And he’s started sleeping with his teddy bear in his arms. Teddy’s very good for Tommy. Tommy clings on to Teddy and Teddy never complains if Tommy wakes him when he gets out of bed to go pee. Teddy doesn’t complain about the night sweats either. Oh yes, they told Tommy about those in the hospital, too. Every time Tommy gets out of bed and goes into the cold night air, he starts to sweat. When he gets back into bed, Teddy is nice and warm, like a hot water bottle. Tommy gives Teddy a squeeze and a cuddle and Teddy never wakes up and never complains.

Tommy likes Teddy

Shit Happens Flash Fiction


Shit Happens!
Bistro 24

Pain in the joints so bad I decide to get in the bath and soak in hot water. I run the water, test the blend of hot and cold, if baby turns red, I remember, don’t insert elbow in bath, water too hot for elbow.

Bath water bubbles in. I set the fan for steam extraction. Test the water. Seems fine.

High the step into the bath and I cannot raise the right leg high enough. The left leg is worse. I lay flat along the bath edge, naked, of course, and think: “How do I get in?”

The left leg will not rise. I stand on tiptoe, pushing up from the right leg’s toes: cramp, shit! I slide back down, swivel, and my belly is cold against the bath’s edge.

I refuse to give in. I try again. I raise the left leg, ouch, cramp in the right toes, and slide the left leg over the bath’s edge. I slide weight to the left, raise the right leg and slip into the bath, on my knees, face down.

I grab the sides of the bath, flip myself over, and victory: I am on my back in warm water, feeling the comfort of the whirlpool’s heat seep into my bones.

Exercises: I raise my legs and move ankles, then do the windshield wiper, left right. I feel immediate benefits in hips. Then comes the slow military march, legs slightly raised against bath end, left, right, left.

Raise both hips now, then gyrate them, left to right, twenty times, and reverse. Now up and down, raising them in a familiar though nearly forgotten motion.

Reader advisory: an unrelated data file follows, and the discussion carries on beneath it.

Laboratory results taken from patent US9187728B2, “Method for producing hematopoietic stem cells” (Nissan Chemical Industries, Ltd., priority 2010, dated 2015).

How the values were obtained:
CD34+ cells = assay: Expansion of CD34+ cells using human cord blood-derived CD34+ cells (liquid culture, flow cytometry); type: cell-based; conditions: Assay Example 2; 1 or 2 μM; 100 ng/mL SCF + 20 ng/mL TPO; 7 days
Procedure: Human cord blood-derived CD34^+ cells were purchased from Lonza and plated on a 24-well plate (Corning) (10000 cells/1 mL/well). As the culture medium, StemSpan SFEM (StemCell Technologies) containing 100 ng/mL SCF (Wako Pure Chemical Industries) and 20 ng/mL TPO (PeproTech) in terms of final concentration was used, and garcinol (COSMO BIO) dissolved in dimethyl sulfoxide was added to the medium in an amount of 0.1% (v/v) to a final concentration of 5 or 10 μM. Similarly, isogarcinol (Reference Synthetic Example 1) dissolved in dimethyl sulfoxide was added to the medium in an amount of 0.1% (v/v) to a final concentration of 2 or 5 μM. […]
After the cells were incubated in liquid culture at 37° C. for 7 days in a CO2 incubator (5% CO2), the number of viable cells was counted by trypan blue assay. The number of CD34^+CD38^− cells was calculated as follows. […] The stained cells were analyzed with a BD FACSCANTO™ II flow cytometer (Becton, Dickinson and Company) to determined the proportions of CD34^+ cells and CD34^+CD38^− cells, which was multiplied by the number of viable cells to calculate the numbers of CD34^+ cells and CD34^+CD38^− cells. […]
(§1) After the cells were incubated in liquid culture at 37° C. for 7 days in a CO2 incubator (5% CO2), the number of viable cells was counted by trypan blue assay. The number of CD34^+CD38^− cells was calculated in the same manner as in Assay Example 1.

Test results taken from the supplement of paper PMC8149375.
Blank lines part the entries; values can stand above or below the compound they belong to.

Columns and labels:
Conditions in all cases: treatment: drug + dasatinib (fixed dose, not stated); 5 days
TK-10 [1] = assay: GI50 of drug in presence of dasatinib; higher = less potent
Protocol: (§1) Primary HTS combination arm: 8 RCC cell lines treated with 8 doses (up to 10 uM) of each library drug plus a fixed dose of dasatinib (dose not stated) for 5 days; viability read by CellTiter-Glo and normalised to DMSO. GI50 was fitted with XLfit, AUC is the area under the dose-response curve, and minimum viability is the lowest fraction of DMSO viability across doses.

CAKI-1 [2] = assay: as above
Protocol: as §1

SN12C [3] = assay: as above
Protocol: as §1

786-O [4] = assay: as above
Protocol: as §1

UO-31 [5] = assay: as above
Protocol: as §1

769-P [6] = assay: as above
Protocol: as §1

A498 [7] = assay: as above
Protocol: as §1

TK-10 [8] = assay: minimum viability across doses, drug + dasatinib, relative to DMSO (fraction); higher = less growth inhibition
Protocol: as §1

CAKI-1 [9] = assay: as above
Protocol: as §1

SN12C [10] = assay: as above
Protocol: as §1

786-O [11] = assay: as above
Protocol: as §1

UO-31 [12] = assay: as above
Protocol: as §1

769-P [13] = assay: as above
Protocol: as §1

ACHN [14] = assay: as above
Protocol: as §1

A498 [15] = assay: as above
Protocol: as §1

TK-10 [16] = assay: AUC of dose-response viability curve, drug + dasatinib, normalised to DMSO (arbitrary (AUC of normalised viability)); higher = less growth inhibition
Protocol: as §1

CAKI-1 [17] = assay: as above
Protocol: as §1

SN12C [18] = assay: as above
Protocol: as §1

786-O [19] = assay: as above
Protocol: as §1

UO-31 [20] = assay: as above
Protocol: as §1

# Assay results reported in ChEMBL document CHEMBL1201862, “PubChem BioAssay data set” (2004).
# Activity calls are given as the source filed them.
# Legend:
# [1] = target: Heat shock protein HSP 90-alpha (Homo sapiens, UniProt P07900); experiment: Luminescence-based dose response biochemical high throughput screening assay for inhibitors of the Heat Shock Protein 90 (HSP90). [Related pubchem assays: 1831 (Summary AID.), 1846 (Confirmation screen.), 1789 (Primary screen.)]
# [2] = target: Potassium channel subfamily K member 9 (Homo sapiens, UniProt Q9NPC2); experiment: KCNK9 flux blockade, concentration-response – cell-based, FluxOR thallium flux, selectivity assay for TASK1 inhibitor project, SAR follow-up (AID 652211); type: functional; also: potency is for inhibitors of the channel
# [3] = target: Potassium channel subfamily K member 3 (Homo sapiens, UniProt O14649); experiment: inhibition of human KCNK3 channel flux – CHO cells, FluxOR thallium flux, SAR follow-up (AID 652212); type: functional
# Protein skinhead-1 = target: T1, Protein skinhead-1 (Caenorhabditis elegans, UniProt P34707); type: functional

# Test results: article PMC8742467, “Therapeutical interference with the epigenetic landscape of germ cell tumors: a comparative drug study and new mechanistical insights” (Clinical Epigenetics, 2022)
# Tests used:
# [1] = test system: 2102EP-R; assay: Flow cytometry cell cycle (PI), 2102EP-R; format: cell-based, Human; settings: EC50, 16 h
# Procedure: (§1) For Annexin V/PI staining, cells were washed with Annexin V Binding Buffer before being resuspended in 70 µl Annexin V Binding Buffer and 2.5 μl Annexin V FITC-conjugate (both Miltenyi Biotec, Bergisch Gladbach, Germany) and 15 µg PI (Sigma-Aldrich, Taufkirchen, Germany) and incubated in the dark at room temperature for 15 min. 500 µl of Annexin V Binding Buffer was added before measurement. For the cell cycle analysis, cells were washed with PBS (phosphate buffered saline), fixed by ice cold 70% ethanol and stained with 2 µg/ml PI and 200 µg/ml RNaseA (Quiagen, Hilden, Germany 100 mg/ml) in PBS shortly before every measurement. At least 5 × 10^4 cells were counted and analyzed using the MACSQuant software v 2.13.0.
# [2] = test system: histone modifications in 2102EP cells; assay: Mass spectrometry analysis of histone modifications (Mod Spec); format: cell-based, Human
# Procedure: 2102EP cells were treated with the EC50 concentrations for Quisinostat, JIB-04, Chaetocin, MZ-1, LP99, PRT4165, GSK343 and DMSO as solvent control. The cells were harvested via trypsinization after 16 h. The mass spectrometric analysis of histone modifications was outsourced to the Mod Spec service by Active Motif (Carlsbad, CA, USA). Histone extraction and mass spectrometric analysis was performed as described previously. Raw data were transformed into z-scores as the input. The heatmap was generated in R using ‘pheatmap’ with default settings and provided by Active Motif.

Twenty minutes, they say, or else you may suffer. So I call my wife and she runs upstairs and turns off the motor. The whirlpool ceases.

Now I must get out. I have a funny feeling that something is wrong. My wife pulls the plug and water drains from the bath. The last thing I want is to lie face down in an inch or two of water and drown.

I roll to the left and slip on the bath’s bottom. I roll to the right and slide again. I grasp the handle on the left … it comes out in my hand. With nothing to grasp, I can’t sit up. So I lie there with the water draining away.

I start to panic. Mustn’t panic. I’m in pain. Not that much pain. I must fight. I can’t give in. Again I try to turn over … and again.

Tears. Sweat. I get cramp in the toes, and in the lower legs, where I push against the bath’s end. Panic now and a tightness in my chest with bile edging up in my throat to choke me. I half-turn but fall again and bang my head. Don’t struggle. Don’t panic. Think.

I ask for the towel and my wife slips it under my feet. No good: my hips still slide. I need to pee. Hang on. I can’t hang on. I tighten my stomach muscles involuntarily and urine spurts. My wife slides the towel under my knees: I get more grip but my arms won’t hold. I slip and squeeze. Oh no: my bowels are turning to water. I groan and hope but I can’t hold on and bath and body are soiled. But I have rolled over and now I lie face down, in push up position, humiliated, soiled, tears streaming down my face, breathing above the absent water.

My wife goes downstairs to get the garden kneeler. It won’t fit in the bath. I experiment with my walking stick, but it’s no good, it slips and just won’t hold. Naked, shrunken, smelling like I don’t know what, I can’t face calling the neighbors or the fire department.

My wife kneels beside me. Together we haul the now wet towel beneath my torso and finally I gain a dry base on the slippery bath; no sliding now. I curse as my wife sinks sharp fingers into my fragile flesh and helps me to rise. Together we force me into a kneeling position. From here I can empower my arms and push myself up.

It has taken me twenty-five minutes to get out of that bath. I stink and I am no longer clean. Dipped in my own excrement, I hobble to the shower in the other bathroom and hose myself down.